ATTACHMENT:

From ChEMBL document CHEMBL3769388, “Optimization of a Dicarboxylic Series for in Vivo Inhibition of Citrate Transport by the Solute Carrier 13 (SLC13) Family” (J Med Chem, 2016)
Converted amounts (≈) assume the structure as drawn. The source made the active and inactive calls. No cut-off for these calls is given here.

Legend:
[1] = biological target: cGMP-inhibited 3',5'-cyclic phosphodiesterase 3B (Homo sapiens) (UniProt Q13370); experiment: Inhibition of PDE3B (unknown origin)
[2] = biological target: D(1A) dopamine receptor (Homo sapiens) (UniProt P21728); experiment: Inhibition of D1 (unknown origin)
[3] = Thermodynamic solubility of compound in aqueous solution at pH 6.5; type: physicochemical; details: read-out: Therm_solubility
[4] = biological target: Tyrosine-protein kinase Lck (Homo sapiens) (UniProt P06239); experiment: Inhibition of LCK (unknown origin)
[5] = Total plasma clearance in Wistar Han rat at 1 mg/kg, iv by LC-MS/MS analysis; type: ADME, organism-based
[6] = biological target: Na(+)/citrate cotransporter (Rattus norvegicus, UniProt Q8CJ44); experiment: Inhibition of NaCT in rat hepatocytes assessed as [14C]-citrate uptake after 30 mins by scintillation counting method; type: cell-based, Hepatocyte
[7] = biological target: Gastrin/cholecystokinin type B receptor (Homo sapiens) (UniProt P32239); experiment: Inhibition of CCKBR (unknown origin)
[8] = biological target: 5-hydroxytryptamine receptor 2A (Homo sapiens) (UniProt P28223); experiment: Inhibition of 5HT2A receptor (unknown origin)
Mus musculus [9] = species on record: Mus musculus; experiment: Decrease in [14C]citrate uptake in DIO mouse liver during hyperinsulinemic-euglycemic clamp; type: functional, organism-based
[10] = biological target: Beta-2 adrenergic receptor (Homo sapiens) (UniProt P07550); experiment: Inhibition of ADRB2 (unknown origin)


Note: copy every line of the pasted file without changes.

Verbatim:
From ChEMBL document CHEMBL3769388, “Optimization of a Dicarboxylic Series for in Vivo Inhibition of Citrate Transport by the Solute Carrier 13 (SLC13) Family” (J Med Chem, 2016)
Converted amounts (≈) assume the structure as drawn. The source made the active and inactive calls. No cut-off for these calls is given here.

Legend:
[1] = biological target: cGMP-inhibited 3',5'-cyclic phosphodiesterase 3B (Homo sapiens) (UniProt Q13370); experiment: Inhibition of PDE3B (unknown origin)
[2] = biological target: D(1A) dopamine receptor (Homo sapiens) (UniProt P21728); experiment: Inhibition of D1 (unknown origin)
[3] = Thermodynamic solubility of compound in aqueous solution at pH 6.5; type: physicochemical; details: read-out: Therm_solubility
[4] = biological target: Tyrosine-protein kinase Lck (Homo sapiens) (UniProt P06239); experiment: Inhibition of LCK (unknown origin)
[5] = Total plasma clearance in Wistar Han rat at 1 mg/kg, iv by LC-MS/MS analysis; type: ADME, organism-based
[6] = biological target: Na(+)/citrate cotransporter (Rattus norvegicus, UniProt Q8CJ44); experiment: Inhibition of NaCT in rat hepatocytes assessed as [14C]-citrate uptake after 30 mins by scintillation counting method; type: cell-based, Hepatocyte
[7] = biological target: Gastrin/cholecystokinin type B receptor (Homo sapiens) (UniProt P32239); experiment: Inhibition of CCKBR (unknown origin)
[8] = biological target: 5-hydroxytryptamine receptor 2A (Homo sapiens) (UniProt P28223); experiment: Inhibition of 5HT2A receptor (unknown origin)
Mus musculus [9] = species on record: Mus musculus; experiment: Decrease in [14C]citrate uptake in DIO mouse liver during hyperinsulinemic-euglycemic clamp; type: functional, organism-based
[10] = biological target: Beta-2 adrenergic receptor (Homo sapiens) (UniProt P07550); experiment: Inhibition of ADRB2 (unknown origin)